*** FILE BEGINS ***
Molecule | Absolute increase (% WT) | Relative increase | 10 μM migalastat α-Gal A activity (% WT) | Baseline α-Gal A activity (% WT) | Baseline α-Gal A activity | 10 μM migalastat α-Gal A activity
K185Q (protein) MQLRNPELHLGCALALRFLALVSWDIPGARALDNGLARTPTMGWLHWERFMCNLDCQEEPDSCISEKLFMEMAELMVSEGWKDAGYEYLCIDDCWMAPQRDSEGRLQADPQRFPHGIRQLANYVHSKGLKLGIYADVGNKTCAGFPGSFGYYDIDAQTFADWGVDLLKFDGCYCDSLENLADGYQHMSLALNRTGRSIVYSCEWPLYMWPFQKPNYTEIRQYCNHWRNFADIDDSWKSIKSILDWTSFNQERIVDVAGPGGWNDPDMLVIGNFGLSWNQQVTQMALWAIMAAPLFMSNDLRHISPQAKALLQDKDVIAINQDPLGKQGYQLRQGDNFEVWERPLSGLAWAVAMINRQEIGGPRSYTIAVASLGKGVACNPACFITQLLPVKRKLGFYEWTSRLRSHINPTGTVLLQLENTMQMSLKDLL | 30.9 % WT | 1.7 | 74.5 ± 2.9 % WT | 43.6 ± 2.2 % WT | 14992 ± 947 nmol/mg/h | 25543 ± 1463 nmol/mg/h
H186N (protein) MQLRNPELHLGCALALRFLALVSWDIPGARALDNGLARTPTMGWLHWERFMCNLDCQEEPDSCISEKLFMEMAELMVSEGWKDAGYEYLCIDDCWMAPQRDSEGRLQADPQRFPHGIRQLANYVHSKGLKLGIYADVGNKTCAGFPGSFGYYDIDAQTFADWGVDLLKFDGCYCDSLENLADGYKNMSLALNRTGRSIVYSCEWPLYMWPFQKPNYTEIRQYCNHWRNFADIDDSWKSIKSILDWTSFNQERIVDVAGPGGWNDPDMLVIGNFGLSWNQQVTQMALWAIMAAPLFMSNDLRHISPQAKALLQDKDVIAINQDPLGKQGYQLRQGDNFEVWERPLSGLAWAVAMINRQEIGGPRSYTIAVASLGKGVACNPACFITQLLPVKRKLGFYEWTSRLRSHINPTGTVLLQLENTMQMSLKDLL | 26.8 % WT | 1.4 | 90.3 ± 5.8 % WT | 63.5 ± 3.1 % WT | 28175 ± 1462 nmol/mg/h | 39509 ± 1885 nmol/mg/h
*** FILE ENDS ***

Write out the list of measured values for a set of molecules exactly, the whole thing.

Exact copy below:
Molecule | Absolute increase (% WT) | Relative increase | 10 μM migalastat α-Gal A activity (% WT) | Baseline α-Gal A activity (% WT) | Baseline α-Gal A activity | 10 μM migalastat α-Gal A activity
K185Q (protein) MQLRNPELHLGCALALRFLALVSWDIPGARALDNGLARTPTMGWLHWERFMCNLDCQEEPDSCISEKLFMEMAELMVSEGWKDAGYEYLCIDDCWMAPQRDSEGRLQADPQRFPHGIRQLANYVHSKGLKLGIYADVGNKTCAGFPGSFGYYDIDAQTFADWGVDLLKFDGCYCDSLENLADGYQHMSLALNRTGRSIVYSCEWPLYMWPFQKPNYTEIRQYCNHWRNFADIDDSWKSIKSILDWTSFNQERIVDVAGPGGWNDPDMLVIGNFGLSWNQQVTQMALWAIMAAPLFMSNDLRHISPQAKALLQDKDVIAINQDPLGKQGYQLRQGDNFEVWERPLSGLAWAVAMINRQEIGGPRSYTIAVASLGKGVACNPACFITQLLPVKRKLGFYEWTSRLRSHINPTGTVLLQLENTMQMSLKDLL | 30.9 % WT | 1.7 | 74.5 ± 2.9 % WT | 43.6 ± 2.2 % WT | 14992 ± 947 nmol/mg/h | 25543 ± 1463 nmol/mg/h
H186N (protein) MQLRNPELHLGCALALRFLALVSWDIPGARALDNGLARTPTMGWLHWERFMCNLDCQEEPDSCISEKLFMEMAELMVSEGWKDAGYEYLCIDDCWMAPQRDSEGRLQADPQRFPHGIRQLANYVHSKGLKLGIYADVGNKTCAGFPGSFGYYDIDAQTFADWGVDLLKFDGCYCDSLENLADGYKNMSLALNRTGRSIVYSCEWPLYMWPFQKPNYTEIRQYCNHWRNFADIDDSWKSIKSILDWTSFNQERIVDVAGPGGWNDPDMLVIGNFGLSWNQQVTQMALWAIMAAPLFMSNDLRHISPQAKALLQDKDVIAINQDPLGKQGYQLRQGDNFEVWERPLSGLAWAVAMINRQEIGGPRSYTIAVASLGKGVACNPACFITQLLPVKRKLGFYEWTSRLRSHINPTGTVLLQLENTMQMSLKDLL | 26.8 % WT | 1.4 | 90.3 ± 5.8 % WT | 63.5 ± 3.1 % WT | 28175 ± 1462 nmol/mg/h | 39509 ± 1885 nmol/mg/h